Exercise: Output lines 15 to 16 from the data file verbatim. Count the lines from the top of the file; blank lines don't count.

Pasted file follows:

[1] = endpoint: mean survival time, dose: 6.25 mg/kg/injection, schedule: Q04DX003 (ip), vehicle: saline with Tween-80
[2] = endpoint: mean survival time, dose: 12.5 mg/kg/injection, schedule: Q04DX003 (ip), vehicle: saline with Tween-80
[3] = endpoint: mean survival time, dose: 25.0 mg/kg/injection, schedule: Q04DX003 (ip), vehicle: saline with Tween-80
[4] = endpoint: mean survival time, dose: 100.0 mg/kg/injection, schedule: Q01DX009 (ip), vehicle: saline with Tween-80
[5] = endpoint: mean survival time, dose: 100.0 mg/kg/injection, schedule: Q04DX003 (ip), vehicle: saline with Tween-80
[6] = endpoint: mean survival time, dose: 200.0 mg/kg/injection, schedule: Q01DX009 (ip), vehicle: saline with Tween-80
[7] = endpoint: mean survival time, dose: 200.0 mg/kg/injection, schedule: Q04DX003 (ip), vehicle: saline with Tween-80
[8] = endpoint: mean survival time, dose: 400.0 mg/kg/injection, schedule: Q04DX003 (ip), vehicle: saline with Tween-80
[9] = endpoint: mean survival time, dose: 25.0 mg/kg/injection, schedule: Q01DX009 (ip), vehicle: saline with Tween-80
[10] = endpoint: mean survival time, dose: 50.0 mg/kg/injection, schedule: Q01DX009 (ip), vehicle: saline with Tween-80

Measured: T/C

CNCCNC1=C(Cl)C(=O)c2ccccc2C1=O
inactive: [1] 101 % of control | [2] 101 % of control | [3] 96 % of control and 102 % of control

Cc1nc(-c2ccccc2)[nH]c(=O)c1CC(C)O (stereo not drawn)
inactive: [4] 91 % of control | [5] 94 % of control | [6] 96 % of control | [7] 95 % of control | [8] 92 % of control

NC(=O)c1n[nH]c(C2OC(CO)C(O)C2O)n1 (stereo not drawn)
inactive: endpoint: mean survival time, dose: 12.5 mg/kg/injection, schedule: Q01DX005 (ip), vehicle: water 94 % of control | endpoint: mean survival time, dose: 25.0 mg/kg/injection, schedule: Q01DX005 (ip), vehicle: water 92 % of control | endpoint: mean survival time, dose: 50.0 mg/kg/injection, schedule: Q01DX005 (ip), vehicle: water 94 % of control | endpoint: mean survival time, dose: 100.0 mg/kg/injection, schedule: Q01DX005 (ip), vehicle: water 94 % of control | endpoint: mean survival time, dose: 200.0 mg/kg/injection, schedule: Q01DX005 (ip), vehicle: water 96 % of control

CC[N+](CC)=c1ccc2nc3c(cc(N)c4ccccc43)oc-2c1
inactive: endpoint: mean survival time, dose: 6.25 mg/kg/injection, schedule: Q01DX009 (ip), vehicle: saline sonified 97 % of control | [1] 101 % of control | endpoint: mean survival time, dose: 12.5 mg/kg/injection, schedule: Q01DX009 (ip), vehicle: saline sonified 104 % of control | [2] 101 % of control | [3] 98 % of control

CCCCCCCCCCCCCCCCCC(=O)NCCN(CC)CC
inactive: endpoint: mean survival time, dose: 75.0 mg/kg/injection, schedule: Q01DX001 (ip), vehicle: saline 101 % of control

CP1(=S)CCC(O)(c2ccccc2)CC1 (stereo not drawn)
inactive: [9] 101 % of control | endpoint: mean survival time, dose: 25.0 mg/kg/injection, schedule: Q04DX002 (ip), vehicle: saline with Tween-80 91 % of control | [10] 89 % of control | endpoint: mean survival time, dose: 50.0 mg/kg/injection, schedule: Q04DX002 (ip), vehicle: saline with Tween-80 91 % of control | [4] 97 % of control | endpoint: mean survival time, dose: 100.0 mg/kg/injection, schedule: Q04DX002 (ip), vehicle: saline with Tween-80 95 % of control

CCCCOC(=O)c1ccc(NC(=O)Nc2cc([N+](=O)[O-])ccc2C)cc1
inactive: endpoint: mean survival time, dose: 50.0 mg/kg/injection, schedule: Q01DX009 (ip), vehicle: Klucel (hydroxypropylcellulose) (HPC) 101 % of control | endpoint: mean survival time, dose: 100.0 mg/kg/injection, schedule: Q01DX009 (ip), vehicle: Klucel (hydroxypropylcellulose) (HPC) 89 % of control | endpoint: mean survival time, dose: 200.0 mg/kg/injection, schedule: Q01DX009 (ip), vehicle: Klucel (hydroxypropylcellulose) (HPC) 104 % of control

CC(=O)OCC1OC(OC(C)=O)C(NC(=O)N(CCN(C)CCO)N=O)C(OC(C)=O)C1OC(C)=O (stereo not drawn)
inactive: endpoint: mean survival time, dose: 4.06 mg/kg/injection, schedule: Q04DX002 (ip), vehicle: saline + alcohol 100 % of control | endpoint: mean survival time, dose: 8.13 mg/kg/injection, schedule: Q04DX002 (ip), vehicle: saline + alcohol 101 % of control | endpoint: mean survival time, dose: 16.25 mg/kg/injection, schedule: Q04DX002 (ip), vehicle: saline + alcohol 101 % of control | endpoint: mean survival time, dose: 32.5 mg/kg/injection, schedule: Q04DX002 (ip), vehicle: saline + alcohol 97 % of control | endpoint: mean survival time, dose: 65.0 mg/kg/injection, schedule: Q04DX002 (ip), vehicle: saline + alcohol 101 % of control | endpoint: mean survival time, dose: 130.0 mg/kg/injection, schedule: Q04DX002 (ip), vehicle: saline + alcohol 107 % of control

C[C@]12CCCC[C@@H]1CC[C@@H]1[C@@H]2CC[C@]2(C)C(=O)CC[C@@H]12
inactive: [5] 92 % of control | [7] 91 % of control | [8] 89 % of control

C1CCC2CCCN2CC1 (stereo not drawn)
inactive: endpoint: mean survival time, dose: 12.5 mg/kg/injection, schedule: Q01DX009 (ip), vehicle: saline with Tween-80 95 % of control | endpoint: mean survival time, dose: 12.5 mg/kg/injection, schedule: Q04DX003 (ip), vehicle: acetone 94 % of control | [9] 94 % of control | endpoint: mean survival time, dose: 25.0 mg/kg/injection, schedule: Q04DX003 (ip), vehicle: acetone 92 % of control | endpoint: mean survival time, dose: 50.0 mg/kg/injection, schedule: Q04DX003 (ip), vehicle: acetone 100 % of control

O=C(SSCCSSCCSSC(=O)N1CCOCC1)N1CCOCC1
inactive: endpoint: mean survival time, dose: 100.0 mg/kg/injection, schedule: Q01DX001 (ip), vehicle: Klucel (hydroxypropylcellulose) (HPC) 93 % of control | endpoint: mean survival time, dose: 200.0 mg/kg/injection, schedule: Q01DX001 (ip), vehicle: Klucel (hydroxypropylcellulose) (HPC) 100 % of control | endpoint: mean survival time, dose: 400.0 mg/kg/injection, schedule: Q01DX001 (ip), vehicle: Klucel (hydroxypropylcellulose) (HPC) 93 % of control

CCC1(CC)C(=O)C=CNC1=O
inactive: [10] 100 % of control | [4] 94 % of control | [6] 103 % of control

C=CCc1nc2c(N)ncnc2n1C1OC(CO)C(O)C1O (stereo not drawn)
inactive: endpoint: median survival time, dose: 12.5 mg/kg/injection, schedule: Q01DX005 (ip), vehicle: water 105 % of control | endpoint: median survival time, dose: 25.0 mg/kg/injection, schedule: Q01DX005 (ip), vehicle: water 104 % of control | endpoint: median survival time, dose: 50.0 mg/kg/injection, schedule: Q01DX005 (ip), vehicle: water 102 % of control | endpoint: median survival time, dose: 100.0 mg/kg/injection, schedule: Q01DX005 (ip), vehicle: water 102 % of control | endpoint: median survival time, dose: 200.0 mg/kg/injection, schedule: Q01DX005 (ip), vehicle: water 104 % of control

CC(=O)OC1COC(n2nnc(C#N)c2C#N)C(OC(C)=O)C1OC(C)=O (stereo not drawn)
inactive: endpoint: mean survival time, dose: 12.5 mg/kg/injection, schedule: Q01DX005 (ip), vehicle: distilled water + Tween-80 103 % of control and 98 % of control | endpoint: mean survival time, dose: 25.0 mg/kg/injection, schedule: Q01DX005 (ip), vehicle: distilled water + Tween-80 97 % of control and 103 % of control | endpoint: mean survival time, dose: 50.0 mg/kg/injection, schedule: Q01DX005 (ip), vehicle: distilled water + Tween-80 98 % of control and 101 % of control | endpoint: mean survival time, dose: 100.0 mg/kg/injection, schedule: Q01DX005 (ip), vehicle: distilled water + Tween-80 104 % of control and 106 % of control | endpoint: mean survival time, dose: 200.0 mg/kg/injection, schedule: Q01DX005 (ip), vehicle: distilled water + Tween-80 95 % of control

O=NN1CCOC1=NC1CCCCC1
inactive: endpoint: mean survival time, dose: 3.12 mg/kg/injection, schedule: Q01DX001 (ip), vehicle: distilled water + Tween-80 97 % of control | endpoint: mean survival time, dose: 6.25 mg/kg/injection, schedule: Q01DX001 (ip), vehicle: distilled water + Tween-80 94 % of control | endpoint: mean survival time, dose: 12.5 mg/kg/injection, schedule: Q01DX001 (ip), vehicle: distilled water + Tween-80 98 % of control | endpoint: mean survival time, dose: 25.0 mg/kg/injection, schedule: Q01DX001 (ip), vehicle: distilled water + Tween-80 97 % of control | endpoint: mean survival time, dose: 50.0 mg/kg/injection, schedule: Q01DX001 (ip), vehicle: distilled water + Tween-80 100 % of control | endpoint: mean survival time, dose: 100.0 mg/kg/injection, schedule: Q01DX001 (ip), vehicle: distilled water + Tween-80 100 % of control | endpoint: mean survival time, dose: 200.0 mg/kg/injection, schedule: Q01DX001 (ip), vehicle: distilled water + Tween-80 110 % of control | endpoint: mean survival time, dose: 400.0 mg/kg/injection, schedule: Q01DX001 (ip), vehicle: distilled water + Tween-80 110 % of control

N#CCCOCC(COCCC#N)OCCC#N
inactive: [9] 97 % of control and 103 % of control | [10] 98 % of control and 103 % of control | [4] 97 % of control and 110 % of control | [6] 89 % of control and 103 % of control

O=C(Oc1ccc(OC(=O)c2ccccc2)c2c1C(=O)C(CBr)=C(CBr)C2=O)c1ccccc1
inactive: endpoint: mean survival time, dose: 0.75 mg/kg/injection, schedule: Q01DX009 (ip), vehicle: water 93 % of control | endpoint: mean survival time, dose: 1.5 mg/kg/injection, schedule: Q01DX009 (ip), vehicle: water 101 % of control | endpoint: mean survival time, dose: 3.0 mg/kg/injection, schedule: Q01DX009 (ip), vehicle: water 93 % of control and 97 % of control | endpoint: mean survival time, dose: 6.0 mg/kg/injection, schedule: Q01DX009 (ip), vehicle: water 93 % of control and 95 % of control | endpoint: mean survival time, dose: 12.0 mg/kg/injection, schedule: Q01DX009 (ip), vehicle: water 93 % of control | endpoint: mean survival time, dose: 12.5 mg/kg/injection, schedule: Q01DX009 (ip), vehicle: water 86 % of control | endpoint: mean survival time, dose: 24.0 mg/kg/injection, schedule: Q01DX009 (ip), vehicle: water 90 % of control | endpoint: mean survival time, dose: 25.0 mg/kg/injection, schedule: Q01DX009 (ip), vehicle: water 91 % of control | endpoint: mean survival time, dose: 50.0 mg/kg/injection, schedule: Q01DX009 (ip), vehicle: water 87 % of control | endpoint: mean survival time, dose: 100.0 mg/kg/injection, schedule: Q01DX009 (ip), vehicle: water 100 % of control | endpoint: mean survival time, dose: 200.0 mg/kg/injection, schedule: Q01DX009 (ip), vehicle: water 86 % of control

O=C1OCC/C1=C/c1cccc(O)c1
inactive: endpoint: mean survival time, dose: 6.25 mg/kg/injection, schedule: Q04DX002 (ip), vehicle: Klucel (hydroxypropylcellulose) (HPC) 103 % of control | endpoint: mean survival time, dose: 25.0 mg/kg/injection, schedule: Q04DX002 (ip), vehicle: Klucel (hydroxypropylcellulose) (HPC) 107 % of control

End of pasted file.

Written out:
inactive: [4] 91 % of control | [5] 94 % of control | [6] 96 % of control | [7] 95 % of control | [8] 92 % of control

NC(=O)c1n[nH]c(C2OC(CO)C(O)C2O)n1 (stereo not drawn)